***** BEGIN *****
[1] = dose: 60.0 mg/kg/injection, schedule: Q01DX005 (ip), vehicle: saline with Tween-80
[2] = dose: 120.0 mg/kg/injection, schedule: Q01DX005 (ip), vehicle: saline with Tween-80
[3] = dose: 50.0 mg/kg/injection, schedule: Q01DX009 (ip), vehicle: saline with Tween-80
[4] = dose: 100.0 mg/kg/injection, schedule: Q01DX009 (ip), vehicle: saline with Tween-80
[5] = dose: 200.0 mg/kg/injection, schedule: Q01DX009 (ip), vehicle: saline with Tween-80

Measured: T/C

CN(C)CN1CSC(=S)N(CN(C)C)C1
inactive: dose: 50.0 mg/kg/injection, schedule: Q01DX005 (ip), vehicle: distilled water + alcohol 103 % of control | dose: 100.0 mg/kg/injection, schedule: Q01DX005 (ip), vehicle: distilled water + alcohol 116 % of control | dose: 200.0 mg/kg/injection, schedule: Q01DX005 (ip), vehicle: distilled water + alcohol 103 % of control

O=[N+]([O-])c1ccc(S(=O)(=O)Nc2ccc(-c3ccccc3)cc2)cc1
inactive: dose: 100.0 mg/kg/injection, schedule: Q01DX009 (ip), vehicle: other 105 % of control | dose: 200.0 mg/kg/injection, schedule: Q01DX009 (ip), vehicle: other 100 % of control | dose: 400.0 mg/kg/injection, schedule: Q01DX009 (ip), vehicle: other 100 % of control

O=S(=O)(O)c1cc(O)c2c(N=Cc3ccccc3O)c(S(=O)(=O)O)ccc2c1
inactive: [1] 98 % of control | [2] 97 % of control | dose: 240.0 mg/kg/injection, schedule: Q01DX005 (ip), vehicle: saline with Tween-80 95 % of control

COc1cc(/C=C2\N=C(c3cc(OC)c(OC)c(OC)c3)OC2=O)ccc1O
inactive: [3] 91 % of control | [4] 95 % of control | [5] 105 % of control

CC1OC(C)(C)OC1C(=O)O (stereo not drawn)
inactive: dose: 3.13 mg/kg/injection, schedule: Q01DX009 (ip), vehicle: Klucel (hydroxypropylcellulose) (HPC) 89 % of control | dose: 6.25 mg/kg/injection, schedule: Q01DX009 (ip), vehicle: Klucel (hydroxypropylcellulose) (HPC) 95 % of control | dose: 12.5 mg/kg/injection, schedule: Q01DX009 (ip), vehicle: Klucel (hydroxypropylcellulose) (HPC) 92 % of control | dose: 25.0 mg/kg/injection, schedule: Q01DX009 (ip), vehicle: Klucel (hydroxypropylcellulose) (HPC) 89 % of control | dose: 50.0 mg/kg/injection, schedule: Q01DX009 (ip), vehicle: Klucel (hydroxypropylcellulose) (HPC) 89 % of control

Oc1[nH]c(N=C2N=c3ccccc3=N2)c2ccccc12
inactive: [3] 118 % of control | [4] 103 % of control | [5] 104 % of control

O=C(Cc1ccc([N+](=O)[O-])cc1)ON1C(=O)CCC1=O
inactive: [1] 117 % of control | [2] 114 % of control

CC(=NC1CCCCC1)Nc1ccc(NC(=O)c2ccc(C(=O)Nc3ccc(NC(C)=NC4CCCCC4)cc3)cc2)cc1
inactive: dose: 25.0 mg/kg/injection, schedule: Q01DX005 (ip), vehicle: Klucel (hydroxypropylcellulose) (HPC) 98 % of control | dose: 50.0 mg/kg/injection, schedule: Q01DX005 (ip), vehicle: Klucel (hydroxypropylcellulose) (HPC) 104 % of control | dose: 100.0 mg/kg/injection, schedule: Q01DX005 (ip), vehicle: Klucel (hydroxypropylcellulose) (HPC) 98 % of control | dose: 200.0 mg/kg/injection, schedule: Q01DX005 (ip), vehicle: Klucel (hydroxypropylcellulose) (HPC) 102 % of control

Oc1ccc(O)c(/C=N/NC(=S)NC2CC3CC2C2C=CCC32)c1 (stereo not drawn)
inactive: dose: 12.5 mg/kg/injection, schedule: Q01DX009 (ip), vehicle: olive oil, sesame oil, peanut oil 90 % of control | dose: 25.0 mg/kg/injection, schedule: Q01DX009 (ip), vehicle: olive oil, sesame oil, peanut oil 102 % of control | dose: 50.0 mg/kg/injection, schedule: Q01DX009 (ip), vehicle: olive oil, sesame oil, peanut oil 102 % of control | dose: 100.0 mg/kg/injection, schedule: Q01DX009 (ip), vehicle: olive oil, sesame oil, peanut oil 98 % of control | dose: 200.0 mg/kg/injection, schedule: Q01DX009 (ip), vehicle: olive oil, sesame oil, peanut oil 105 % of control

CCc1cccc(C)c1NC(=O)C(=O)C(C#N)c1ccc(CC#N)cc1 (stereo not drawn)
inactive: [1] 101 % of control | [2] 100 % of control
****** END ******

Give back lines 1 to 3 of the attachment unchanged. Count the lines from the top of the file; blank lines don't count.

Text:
[1] = dose: 60.0 mg/kg/injection, schedule: Q01DX005 (ip), vehicle: saline with Tween-80
[2] = dose: 120.0 mg/kg/injection, schedule: Q01DX005 (ip), vehicle: saline with Tween-80
[3] = dose: 50.0 mg/kg/injection, schedule: Q01DX009 (ip), vehicle: saline with Tween-80